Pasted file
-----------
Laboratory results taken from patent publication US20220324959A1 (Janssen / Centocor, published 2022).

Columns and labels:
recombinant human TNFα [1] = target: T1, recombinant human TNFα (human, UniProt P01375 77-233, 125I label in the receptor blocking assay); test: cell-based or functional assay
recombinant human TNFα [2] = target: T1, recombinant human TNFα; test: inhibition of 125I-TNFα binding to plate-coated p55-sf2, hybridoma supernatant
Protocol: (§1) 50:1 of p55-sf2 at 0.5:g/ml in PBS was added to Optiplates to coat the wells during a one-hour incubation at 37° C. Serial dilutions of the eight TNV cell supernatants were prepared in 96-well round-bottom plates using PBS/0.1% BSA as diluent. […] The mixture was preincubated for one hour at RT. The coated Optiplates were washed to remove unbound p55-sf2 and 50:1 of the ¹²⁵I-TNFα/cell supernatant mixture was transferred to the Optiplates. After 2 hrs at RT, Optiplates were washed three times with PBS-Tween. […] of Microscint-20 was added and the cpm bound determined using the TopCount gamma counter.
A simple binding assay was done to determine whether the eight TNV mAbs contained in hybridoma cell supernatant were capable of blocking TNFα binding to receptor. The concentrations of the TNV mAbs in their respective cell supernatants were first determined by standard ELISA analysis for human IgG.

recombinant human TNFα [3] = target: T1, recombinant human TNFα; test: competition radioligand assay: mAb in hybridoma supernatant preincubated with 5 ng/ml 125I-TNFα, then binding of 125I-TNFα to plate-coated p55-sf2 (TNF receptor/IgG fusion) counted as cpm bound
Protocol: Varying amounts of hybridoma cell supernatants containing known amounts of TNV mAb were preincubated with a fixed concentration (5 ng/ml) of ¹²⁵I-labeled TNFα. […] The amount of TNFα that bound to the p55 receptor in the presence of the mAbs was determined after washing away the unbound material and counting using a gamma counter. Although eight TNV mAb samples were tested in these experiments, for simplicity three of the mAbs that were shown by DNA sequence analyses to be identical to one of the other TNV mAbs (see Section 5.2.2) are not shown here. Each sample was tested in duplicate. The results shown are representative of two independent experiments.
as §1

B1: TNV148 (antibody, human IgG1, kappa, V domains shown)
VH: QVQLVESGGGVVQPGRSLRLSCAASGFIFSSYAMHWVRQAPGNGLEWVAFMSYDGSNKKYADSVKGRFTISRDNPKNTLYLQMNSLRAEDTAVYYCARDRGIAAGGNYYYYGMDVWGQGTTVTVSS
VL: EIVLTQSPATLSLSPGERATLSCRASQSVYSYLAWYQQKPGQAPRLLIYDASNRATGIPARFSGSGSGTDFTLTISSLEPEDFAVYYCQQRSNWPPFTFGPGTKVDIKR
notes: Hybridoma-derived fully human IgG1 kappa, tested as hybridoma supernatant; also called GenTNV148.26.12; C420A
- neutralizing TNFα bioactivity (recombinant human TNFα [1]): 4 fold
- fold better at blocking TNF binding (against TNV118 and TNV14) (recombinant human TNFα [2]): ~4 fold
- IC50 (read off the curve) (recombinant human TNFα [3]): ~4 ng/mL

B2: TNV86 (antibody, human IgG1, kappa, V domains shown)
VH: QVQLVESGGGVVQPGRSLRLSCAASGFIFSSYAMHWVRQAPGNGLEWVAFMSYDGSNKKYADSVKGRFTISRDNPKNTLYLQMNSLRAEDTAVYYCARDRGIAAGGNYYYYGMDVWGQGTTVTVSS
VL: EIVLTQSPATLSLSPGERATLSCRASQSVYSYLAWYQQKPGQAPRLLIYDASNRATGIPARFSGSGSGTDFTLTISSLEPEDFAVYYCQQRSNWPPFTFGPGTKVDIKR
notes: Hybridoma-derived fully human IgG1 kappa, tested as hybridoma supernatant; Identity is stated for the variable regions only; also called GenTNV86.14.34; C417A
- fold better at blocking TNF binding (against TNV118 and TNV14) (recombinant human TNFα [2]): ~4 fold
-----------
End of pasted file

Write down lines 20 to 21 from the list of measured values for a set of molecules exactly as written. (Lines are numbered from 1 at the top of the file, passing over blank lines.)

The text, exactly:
notes: Hybridoma-derived fully human IgG1 kappa, tested as hybridoma supernatant; Identity is stated for the variable regions only; also called GenTNV86.14.34; C417A
- fold better at blocking TNF binding (against TNV118 and TNV14) (recombinant human TNFα [2]): ~4 fold